Polish Industrial Output Slowed in May in Boost to Rate-Cut Case

Polish industrial-output fell for a third month in four, boosting the case for an interest-rate cut at the central bank’s July meeting.

Production declined 1.8 percent from a year earlier in May, after increasing 2.7 percent the previous month, the Central Statistical Office in Warsaw said today. That’s in line with the median estimate for a 1.9 percent contraction in a Bloomberg survey (POISCYOY) of 30 economists.

The data follows a report showing inflation at a seven-year low of 0.5 percent and comes two weeks before policy makers gather to decide whether they should cut the benchmark interest rate for an eighth time in less than a year. The economic slowdown is “deeper and more sustained” than policy makers had expected, Governor Marek Belka said June 5.

“Industrial output remains weak, showing no signs of a clear rebound,” Piotr Bielski, an economist at Bank Zachodni WBK, said by phone before the figures were released. “Along with data on consumer and producer prices, the industrial-output figures support expectations for a cut in July.”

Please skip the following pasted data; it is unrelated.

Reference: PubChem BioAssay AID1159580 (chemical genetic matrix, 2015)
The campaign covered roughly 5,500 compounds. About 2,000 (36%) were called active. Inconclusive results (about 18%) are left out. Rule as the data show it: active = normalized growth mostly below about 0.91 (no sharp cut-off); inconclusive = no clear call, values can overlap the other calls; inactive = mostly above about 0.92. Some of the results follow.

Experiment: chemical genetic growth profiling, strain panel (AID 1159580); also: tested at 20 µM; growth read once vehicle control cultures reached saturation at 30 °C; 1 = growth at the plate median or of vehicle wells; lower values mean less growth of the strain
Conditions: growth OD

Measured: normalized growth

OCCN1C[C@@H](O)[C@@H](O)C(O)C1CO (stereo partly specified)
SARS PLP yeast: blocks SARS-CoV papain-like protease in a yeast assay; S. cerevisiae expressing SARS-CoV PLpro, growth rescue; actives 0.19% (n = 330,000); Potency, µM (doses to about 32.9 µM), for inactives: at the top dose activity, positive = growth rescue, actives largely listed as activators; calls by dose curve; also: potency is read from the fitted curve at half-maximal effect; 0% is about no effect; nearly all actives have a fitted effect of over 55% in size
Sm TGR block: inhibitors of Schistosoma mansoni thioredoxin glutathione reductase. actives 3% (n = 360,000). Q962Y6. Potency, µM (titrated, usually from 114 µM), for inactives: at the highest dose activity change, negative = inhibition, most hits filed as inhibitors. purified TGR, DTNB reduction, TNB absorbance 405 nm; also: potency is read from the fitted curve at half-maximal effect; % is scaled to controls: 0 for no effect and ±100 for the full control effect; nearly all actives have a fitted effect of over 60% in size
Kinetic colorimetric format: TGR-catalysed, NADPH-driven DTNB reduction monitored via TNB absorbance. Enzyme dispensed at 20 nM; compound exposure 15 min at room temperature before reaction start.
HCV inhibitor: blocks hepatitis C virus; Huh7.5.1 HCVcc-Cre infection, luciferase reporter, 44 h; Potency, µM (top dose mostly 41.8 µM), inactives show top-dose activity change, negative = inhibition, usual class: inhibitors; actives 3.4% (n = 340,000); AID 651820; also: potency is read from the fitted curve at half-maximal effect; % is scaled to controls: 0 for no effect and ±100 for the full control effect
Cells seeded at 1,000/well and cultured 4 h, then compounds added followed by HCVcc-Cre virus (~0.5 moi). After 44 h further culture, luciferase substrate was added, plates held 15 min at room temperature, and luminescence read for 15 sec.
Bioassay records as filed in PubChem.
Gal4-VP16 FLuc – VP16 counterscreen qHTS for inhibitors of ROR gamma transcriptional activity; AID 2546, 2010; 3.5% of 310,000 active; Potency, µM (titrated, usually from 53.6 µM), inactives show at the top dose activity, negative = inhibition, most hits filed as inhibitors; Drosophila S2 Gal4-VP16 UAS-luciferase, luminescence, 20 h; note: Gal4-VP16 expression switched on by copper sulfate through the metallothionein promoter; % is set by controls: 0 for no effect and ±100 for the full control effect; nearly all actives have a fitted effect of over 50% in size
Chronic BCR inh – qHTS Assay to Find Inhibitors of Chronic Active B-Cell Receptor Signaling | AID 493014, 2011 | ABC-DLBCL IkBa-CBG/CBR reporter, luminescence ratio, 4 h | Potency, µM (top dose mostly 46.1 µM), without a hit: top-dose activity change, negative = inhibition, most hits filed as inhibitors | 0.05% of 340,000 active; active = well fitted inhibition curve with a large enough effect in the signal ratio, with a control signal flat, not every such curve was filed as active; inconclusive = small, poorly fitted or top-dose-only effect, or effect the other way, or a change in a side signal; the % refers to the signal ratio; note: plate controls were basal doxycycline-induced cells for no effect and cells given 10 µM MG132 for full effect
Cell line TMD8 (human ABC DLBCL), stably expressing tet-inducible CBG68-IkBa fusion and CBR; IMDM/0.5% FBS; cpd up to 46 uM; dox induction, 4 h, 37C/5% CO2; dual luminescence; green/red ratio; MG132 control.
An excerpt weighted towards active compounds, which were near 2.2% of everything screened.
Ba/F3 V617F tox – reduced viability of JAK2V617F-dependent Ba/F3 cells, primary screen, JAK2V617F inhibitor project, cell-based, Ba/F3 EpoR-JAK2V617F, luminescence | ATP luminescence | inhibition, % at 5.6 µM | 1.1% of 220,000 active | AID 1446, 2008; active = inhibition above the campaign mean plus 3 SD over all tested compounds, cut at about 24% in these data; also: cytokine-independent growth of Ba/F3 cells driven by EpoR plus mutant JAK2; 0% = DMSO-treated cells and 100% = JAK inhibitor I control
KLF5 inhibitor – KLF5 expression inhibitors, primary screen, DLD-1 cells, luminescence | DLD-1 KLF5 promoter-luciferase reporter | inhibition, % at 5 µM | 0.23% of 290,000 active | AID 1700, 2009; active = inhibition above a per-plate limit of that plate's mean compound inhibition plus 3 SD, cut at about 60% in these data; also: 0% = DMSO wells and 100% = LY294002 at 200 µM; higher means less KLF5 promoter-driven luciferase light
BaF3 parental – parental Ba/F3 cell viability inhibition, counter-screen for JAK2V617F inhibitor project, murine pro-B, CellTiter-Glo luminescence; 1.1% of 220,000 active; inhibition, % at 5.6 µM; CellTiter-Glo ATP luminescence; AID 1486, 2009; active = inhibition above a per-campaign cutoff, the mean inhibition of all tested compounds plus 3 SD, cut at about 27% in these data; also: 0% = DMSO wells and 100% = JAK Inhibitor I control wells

In a separate report, the office said producer prices fell 2.5 percent from a year earlier, also in line with the 2.4 percent median contraction predicted by 23 economists surveyed by Bloomberg. Prices rose 0.1 percent from the previous month.

The Narodowy Bank Polski trimmed its benchmark rate to a record 2.75 percent on June 5 as policy makers seek to counter the worst economic slowdown in a decade. The European Union’s largest eastern economy will expand 1.5 percent this year, the government forecasts.

The 10-member Monetary Policy Council will hold its rate meeting July 2-3. It will pause in August and resume meetings in September.

To contact the reporters on this story: Dorota Bartyzel in Warsaw at dbartyzel@bloomberg.net

Piotr Skolimowski in Warsaw at pskolimowski@bloomberg.net

To contact the editor responsible for this story: Balazs Penz at bpenz@bloomberg.net

Press spacebar to pause and continue. Press esc to stop.

Bloomberg reserves the right to remove comments but is under no obligation to do so, or to explain individual moderation decisions.

Please enable JavaScript to view the comments powered by Disqus.